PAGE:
Orphaned by UnitedHealth? Here's what you can do

UnitedHealth Group (UNH) CEO Stephen Hemsley's announcement on Tuesday -- saying the insurance company would leave all but a handful of state health care exchanges by 2017 -- sparked plenty of the usual debate about the viability of the Affordable Care Act and whether insurers can make money in the exchanges. But for the 795,000 patients who pay for UnitedHealth coverage through an exchange, the most pressing question is, "What do I do now?"

If you're a UnitedHealth customer, the news is important, but no need to panic, said Cynthia Cox, associate director of health reform and private insurance at the Henry J. Kaiser Family Foundation. "For better or worse, exchange consumers have become very savvy shoppers, and this incident is no exception."

First reason to relax: Your coverage for 2016 will continue throughout the year. And unlike some other recent announcements of ACA provider closings, the UnitedHealth news comes well before the open-enrollment period for 2017, which begins Nov. 1. This gives customers time to compare plans.

A possible silver lining? Because UnitedHealth isn't usually the provider offering the lowest-priced plan in a given area, consumers who need to switch may find themselves moving to less-expensive coverage.

UnitedHealth, the nation's largest insurer, focuses mainly on group health insurance offered through employers. After a slow start with the exchanges in 2014, UnitedHealth now has an ACA presence in 34 states, according to an analysis by the Kaiser Family Foundation. Despite the relatively wide reach, a combination of higher risks and higher claims than expected has led to a $650 million loss in UnitedHealth's exchange business.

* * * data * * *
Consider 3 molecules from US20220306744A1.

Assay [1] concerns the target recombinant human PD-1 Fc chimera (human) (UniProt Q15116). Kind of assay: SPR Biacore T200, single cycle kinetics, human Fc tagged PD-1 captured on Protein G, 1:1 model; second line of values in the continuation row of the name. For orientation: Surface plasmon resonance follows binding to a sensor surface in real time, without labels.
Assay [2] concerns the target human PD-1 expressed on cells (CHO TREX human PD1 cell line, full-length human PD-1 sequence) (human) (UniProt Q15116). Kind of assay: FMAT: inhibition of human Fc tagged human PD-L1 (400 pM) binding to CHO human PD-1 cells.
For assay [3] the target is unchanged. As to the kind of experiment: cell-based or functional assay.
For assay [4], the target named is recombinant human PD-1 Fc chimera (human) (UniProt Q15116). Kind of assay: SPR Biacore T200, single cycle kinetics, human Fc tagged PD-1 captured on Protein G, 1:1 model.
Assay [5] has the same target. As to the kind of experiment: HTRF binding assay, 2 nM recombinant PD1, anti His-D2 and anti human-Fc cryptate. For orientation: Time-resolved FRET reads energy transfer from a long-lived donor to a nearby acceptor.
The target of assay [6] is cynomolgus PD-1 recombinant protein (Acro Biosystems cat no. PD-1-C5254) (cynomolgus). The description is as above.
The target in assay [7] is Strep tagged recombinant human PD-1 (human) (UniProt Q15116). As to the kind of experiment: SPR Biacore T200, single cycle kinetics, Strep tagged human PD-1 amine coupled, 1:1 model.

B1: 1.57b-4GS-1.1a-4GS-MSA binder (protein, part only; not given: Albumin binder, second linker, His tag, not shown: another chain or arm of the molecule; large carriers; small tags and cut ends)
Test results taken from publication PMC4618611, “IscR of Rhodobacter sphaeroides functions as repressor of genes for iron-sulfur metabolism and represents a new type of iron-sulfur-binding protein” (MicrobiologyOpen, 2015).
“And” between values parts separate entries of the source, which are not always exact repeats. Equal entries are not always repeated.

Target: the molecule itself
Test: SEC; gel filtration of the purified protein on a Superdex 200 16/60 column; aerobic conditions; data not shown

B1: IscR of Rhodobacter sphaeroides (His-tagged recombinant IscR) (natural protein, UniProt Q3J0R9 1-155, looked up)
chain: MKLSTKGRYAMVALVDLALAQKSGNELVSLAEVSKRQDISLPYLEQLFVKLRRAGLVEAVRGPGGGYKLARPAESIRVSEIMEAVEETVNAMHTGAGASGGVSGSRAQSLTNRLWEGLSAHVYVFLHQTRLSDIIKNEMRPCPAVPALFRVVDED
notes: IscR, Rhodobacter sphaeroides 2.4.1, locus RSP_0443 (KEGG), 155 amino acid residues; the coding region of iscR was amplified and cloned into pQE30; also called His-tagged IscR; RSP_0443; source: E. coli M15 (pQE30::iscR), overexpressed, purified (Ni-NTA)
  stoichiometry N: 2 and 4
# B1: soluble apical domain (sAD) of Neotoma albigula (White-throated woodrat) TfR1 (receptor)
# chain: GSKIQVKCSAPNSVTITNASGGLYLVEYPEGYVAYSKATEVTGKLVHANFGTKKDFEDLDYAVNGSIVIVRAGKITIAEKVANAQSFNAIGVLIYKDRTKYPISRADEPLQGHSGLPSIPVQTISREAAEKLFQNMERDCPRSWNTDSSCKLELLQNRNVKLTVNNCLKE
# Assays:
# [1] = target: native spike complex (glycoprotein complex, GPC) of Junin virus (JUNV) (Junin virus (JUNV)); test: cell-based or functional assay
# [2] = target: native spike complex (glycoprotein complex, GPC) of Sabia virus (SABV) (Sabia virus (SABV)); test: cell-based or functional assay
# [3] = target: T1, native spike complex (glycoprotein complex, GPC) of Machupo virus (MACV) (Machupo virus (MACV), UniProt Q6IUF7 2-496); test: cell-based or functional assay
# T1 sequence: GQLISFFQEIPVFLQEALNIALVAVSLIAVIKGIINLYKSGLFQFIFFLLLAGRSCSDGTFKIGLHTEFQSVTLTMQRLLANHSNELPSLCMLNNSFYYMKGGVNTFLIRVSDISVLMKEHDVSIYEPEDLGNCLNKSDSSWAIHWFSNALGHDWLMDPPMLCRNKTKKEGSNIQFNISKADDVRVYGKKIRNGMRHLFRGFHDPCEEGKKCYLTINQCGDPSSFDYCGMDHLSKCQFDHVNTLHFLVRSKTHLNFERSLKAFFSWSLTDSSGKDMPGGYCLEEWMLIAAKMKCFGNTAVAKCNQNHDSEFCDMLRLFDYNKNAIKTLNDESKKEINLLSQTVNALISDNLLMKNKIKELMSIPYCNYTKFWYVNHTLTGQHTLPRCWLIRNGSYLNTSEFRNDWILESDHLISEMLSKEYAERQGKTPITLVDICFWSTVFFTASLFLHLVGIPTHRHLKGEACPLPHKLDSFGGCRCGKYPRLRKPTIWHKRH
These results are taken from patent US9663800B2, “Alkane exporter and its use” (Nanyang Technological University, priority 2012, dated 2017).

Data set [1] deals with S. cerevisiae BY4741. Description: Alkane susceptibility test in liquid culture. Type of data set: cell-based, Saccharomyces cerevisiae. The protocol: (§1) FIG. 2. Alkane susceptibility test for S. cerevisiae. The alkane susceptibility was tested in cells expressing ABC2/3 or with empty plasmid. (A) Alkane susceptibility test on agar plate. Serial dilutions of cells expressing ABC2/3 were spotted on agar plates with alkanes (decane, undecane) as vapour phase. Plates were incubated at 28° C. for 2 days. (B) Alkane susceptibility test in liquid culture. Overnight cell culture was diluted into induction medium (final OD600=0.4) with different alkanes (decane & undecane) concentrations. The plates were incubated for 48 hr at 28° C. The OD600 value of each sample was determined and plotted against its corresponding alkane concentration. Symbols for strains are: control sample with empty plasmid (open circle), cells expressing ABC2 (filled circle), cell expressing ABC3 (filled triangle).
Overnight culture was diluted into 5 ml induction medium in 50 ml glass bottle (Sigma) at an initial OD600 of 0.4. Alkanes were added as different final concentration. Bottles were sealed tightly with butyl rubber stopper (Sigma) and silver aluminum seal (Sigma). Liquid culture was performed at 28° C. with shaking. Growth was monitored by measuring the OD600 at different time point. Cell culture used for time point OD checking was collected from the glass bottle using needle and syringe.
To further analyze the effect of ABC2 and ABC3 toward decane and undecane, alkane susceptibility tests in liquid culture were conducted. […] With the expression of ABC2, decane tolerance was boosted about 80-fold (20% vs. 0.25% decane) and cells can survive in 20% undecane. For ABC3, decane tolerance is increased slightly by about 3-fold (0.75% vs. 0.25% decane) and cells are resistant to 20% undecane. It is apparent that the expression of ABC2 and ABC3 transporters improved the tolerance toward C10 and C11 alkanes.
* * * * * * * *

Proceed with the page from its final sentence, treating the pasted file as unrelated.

Overall, however, first-quarter results for UnitedHealth, also announced on Tuesday, beat Wall Street's expectations, thanks to strong performance from the insurer's consulting and technology unit.

The bottom line for consumers, however, is they'll have to hunt for new coverage. As open enrollment approaches later this year, here's what to keep in mind.

Don't necessarily go with the automatic fix.

Because UnitedHealth is making the announcement now, states have time to move people at the start of next year to a similar plan within each exchange, likely with similar coverage and similar pricing. This process is often referred to as mapping.

This can work just fine, but it's important to be sure. Many times your doctors won't be included in the network of the new plan, or the coverage may be slightly different in an area of treatment that may be important to you. Instead of automatically opting for the switch, better to start from scratch and check out every option in your exchange, advises Cox.

Be aware of the competitive landscape in your area.

Thanks to the UnitedHealth pullout, your options may be more limited now, depending on where you live. According to a Kaiser study, if UnitedHealth exited all states, 11 percent of exchange enrollees would be faced with only one insurer choice compared to 2 percent currently.

Cox noted, however, that it's still early -- just days after the announcement. The possibility of other carriers coming in to fill the UnitedHealth void is real and could help keep competition lively. What's more, she said, the vast majority of exchanges still offer three or more choices, the amount experts say is enough to engender healthy competition. The important thing is to stay plugged into your exchange so you know when new providers arrive and what they're offering.

Watch out for subsidy changes.

Two types of subsidies are available for exchange customers. The first, if you qualify based on income, helps cover your premium costs no matter which plan you choose -- platinum, gold, silver or bronze. The second, designed for lower-income people, helps subsidize out-of-pocket health care costs. But you may receive this only if you choose a silver plan (the one that comes with high out-of-pocket costs).

How much subsidy you receive depends on something called the "benchmark" premium, which is based on the second-lowest-cost silver plan in your exchange. The pullout of UnitedHealth silver plans may affect this benchmark and, thus, your premium. "You could get less money or more money," said Cox, "so you've got to keep an eye on it."